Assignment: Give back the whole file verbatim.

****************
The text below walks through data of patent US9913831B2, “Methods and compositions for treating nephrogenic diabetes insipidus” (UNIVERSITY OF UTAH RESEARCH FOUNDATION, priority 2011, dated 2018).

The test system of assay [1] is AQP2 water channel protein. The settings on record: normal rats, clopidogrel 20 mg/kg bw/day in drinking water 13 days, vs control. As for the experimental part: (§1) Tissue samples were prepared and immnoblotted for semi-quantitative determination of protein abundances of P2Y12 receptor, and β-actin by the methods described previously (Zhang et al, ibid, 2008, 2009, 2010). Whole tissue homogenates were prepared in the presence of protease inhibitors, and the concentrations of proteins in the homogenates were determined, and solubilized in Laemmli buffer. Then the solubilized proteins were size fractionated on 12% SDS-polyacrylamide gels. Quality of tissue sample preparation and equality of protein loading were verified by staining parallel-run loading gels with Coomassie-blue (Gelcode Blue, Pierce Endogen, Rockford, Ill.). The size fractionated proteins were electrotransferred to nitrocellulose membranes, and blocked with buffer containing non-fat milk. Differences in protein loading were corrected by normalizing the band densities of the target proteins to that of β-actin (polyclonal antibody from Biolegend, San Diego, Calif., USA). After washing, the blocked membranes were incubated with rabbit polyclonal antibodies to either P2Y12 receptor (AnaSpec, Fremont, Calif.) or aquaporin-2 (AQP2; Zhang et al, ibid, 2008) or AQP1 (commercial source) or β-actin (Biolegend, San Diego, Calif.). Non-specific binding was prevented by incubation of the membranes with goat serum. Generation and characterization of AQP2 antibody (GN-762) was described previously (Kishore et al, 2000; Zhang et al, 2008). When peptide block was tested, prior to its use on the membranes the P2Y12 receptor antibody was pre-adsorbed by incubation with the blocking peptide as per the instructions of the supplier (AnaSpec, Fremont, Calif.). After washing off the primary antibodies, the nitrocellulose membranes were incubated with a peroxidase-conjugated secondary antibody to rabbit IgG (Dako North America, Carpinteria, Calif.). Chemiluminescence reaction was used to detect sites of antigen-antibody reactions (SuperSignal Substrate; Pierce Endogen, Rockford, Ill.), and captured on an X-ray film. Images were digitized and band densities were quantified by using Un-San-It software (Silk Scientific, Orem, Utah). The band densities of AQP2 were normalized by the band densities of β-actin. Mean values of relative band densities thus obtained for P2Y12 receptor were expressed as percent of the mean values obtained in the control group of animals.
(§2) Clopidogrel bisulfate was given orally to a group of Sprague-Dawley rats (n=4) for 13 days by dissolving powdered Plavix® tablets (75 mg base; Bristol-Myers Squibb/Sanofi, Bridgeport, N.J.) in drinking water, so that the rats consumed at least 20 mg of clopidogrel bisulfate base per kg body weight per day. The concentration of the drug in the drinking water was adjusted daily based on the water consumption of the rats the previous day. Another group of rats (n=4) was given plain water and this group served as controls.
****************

The text below walks through data of patent US9913831B2, “Methods and compositions for treating nephrogenic diabetes insipidus” (UNIVERSITY OF UTAH RESEARCH FOUNDATION, priority 2011, dated 2018).

The test system of assay [1] is AQP2 water channel protein. The settings on record: normal rats, clopidogrel 20 mg/kg bw/day in drinking water 13 days, vs control. As for the experimental part: (§1) Tissue samples were prepared and immnoblotted for semi-quantitative determination of protein abundances of P2Y12 receptor, and β-actin by the methods described previously (Zhang et al, ibid, 2008, 2009, 2010). Whole tissue homogenates were prepared in the presence of protease inhibitors, and the concentrations of proteins in the homogenates were determined, and solubilized in Laemmli buffer. Then the solubilized proteins were size fractionated on 12% SDS-polyacrylamide gels. Quality of tissue sample preparation and equality of protein loading were verified by staining parallel-run loading gels with Coomassie-blue (Gelcode Blue, Pierce Endogen, Rockford, Ill.). The size fractionated proteins were electrotransferred to nitrocellulose membranes, and blocked with buffer containing non-fat milk. Differences in protein loading were corrected by normalizing the band densities of the target proteins to that of β-actin (polyclonal antibody from Biolegend, San Diego, Calif., USA). After washing, the blocked membranes were incubated with rabbit polyclonal antibodies to either P2Y12 receptor (AnaSpec, Fremont, Calif.) or aquaporin-2 (AQP2; Zhang et al, ibid, 2008) or AQP1 (commercial source) or β-actin (Biolegend, San Diego, Calif.). Non-specific binding was prevented by incubation of the membranes with goat serum. Generation and characterization of AQP2 antibody (GN-762) was described previously (Kishore et al, 2000; Zhang et al, 2008). When peptide block was tested, prior to its use on the membranes the P2Y12 receptor antibody was pre-adsorbed by incubation with the blocking peptide as per the instructions of the supplier (AnaSpec, Fremont, Calif.). After washing off the primary antibodies, the nitrocellulose membranes were incubated with a peroxidase-conjugated secondary antibody to rabbit IgG (Dako North America, Carpinteria, Calif.). Chemiluminescence reaction was used to detect sites of antigen-antibody reactions (SuperSignal Substrate; Pierce Endogen, Rockford, Ill.), and captured on an X-ray film. Images were digitized and band densities were quantified by using Un-San-It software (Silk Scientific, Orem, Utah). The band densities of AQP2 were normalized by the band densities of β-actin. Mean values of relative band densities thus obtained for P2Y12 receptor were expressed as percent of the mean values obtained in the control group of animals.
(§2) Clopidogrel bisulfate was given orally to a group of Sprague-Dawley rats (n=4) for 13 days by dissolving powdered Plavix® tablets (75 mg base; Bristol-Myers Squibb/Sanofi, Bridgeport, N.J.) in drinking water, so that the rats consumed at least 20 mg of clopidogrel bisulfate base per kg body weight per day. The concentration of the drug in the drinking water was adjusted daily based on the water consumption of the rats the previous day. Another group of rats (n=4) was given plain water and this group served as controls.